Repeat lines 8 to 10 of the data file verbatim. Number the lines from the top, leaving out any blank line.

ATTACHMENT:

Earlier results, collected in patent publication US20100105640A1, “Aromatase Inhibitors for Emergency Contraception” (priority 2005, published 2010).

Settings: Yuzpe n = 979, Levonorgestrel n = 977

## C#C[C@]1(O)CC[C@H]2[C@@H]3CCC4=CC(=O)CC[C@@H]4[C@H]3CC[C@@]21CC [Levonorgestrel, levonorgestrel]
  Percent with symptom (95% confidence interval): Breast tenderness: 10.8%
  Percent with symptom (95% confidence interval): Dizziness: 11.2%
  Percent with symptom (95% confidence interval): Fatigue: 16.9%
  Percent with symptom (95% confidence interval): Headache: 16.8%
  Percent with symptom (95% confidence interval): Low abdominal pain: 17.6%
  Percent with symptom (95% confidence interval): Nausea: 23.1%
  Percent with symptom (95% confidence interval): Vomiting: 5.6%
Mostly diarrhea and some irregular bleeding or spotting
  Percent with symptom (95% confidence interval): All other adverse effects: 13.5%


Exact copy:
  Percent with symptom (95% confidence interval): Low abdominal pain: 17.6%
  Percent with symptom (95% confidence interval): Nausea: 23.1%
  Percent with symptom (95% confidence interval): Vomiting: 5.6%